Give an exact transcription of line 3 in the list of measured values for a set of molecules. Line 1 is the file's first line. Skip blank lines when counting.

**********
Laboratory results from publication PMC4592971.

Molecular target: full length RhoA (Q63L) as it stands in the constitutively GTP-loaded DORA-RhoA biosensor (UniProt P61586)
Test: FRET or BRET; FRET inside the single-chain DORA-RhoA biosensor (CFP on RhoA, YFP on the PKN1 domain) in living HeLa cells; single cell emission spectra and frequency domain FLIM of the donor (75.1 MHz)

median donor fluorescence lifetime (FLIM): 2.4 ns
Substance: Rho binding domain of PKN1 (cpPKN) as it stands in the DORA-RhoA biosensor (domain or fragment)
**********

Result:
Test: FRET or BRET; FRET inside the single-chain DORA-RhoA biosensor (CFP on RhoA, YFP on the PKN1 domain) in living HeLa cells; single cell emission spectra and frequency domain FLIM of the donor (75.1 MHz)